- Group: The name of the group receiving the lobbyist expenditure. Displayed only group group entries.
- Date: The date the lobbyist expenditure was made.
- Type: The category of the lobbyist expenditure such as "Meals, Food & Beverage" or Entertainment.
- Description: Any further explanation, if any, the lobbyist provided about the nature of the expenditure.
- Amount: The monetary value of the lobbyist expenditure. Negative figures may appear in an amendment report indicating the amount of reported in the original report should be reduced by the negative number entered in this field.
- Principal (Client): The client of the lobbyist for whom the expenditure was made.
- Reason for Amendment: If the report being displayed is an amended entry, this will be the field in which the lobbyist indicates the reason for the correction. This field will be empty if the report is not an amendment.
- Report ID: The unique ID for the report. In same cases, more than one report by a lobbyist will give given the same ID number. These appear to be reports filed by the same lobbyist on the same date, but for which different clients are listed.
- Amended ID: If the report is an amendment, this will be the ID of the original report being corrected. This field will empty if the report is not an amendment.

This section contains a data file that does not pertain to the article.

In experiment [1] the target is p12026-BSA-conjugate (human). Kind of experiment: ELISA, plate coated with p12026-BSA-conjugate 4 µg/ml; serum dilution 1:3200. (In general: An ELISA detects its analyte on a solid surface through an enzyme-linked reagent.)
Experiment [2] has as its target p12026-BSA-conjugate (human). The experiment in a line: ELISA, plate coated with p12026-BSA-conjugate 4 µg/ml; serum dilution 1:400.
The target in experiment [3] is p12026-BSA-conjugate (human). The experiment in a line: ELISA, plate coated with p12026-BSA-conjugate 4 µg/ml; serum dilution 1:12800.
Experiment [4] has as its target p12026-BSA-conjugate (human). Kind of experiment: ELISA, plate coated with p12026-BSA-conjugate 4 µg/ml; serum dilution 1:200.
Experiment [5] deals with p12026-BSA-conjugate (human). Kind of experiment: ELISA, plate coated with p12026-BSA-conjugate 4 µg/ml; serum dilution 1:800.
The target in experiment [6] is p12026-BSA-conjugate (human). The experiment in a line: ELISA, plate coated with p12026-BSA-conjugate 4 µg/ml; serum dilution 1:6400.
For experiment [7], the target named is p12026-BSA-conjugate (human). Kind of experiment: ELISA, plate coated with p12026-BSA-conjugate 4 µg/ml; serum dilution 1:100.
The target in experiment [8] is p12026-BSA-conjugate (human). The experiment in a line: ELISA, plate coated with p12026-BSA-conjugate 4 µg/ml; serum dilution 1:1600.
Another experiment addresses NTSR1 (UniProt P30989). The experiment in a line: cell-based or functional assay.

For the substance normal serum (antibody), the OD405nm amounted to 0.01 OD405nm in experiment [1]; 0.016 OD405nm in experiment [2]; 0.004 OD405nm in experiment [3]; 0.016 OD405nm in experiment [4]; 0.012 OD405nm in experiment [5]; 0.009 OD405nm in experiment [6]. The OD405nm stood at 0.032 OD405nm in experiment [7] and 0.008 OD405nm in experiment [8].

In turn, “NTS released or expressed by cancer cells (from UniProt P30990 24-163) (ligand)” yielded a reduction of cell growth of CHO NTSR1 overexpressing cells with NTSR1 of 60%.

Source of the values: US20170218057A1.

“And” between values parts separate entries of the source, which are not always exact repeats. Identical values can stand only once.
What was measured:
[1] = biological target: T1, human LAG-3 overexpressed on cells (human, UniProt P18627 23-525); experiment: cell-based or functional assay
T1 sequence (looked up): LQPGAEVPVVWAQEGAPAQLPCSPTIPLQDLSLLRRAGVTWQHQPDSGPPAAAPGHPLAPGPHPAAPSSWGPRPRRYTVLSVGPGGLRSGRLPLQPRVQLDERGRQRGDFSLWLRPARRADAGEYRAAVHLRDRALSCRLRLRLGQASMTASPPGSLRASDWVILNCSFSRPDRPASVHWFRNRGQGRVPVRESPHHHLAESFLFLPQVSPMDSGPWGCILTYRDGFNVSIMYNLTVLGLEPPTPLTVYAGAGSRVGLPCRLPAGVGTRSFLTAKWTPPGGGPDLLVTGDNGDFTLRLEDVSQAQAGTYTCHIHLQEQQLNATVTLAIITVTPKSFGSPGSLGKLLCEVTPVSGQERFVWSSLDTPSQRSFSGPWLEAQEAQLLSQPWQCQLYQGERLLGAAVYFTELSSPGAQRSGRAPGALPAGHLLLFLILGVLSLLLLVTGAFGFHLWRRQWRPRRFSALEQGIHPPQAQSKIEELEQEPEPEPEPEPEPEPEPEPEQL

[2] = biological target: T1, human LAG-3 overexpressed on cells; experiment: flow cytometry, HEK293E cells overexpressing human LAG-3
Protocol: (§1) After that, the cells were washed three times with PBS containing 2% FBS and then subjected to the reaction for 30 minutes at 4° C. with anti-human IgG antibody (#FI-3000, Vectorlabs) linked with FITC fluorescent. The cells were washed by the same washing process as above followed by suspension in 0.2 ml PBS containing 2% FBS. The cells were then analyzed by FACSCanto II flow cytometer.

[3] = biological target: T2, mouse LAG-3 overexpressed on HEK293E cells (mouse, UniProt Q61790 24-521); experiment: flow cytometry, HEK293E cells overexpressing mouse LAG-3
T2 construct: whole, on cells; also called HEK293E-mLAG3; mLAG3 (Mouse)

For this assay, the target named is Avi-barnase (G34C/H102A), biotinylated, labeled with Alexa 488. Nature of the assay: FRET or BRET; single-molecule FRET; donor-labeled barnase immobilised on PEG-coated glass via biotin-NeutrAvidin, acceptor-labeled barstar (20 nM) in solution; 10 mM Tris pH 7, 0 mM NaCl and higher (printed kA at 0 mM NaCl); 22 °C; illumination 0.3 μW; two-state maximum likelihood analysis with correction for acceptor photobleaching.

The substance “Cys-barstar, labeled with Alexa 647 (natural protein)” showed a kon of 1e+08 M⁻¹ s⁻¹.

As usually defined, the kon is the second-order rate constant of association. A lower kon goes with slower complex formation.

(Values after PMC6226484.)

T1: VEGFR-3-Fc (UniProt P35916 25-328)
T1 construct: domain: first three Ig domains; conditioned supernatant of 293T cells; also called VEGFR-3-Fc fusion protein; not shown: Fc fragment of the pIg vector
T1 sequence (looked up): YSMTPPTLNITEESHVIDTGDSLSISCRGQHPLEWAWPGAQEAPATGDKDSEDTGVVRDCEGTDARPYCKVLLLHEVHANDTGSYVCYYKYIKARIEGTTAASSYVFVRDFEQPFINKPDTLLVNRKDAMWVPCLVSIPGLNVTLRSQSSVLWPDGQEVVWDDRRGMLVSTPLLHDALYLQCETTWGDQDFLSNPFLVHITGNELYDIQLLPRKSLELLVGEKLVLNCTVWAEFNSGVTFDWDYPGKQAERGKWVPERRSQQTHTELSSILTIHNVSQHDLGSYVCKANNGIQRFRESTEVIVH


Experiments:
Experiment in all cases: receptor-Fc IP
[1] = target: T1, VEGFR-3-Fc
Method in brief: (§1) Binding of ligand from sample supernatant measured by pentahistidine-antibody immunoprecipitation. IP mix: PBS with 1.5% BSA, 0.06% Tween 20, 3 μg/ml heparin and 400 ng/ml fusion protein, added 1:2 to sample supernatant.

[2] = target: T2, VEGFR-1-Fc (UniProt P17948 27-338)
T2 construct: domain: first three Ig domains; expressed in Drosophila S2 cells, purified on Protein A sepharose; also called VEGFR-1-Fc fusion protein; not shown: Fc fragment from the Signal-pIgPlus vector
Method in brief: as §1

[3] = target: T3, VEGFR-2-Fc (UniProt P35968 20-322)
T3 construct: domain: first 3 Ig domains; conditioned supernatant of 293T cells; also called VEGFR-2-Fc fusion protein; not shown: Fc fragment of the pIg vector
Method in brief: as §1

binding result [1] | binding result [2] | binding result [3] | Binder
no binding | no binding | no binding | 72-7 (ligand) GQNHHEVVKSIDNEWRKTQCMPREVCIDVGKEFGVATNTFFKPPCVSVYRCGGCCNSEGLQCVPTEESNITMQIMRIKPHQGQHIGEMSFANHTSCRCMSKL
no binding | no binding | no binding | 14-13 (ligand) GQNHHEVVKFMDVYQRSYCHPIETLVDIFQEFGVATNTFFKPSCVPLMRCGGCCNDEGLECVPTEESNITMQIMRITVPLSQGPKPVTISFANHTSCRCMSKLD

- It is difficult to exaggerate the nightmare one encounters in trying to bring order to the thousands of separate expenditure reports filed by lobbyists. Often legislators are listed under the generic "Public Official" category rather than the correct "Representative" or "Senator" category. Even worse, the recipient named in a report sometimes is different from the public official's actual name. Occasionally names are misspelled. Less frequently, we've encountered entries that appear to be an attempt to hide the actual public official recipient by simply citing the district number rather than the required name or just citing a last name with no first name or title of the official.